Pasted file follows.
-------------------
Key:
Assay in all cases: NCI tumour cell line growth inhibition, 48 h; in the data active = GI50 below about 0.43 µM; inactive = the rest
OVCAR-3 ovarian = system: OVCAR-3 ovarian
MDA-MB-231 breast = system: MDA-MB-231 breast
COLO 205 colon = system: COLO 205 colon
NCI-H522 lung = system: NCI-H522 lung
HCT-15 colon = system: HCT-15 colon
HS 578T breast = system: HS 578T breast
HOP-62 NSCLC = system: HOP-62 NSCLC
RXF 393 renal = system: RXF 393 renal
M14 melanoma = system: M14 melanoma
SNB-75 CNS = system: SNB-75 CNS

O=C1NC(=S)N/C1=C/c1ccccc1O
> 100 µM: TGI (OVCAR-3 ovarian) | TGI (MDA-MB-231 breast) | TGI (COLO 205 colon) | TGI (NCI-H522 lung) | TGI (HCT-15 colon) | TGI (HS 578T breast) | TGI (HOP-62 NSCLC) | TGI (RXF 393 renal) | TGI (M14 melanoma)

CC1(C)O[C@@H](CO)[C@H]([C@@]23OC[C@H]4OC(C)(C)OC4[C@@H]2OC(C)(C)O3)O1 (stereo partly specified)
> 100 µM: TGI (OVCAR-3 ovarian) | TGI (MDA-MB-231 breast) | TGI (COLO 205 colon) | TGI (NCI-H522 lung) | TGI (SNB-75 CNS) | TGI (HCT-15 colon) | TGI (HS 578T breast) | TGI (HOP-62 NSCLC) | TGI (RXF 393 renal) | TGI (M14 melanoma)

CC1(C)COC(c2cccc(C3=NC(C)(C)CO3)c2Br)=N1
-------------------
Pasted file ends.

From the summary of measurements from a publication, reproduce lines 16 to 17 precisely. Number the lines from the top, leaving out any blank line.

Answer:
> 100 µM: TGI (OVCAR-3 ovarian) | TGI (MDA-MB-231 breast) | TGI (COLO 205 colon) | TGI (NCI-H522 lung) | TGI (SNB-75 CNS) | TGI (HCT-15 colon) | TGI (HS 578T breast) | TGI (HOP-62 NSCLC) | TGI (RXF 393 renal) | TGI (M14 melanoma)

CC1(C)COC(c2cccc(C3=NC(C)(C)CO3)c2Br)=N1